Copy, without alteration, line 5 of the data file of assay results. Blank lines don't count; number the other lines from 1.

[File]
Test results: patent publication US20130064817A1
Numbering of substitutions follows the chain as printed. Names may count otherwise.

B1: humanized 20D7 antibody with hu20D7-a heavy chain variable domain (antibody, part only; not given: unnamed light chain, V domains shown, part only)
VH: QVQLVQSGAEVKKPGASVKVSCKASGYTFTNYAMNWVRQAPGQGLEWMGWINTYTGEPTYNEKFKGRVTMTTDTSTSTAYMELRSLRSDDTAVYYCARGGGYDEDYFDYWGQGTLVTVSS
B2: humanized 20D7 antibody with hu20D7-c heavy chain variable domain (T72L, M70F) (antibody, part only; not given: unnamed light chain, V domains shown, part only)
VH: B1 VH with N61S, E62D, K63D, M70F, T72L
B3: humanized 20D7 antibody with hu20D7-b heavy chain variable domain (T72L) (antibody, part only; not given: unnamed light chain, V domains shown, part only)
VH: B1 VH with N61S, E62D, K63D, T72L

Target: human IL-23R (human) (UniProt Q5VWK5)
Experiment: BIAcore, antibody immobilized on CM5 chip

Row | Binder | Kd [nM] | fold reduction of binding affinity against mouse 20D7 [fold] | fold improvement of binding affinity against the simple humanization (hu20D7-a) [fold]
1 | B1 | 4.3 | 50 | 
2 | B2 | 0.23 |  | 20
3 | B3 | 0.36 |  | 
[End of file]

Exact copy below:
B2: humanized 20D7 antibody with hu20D7-c heavy chain variable domain (T72L, M70F) (antibody, part only; not given: unnamed light chain, V domains shown, part only)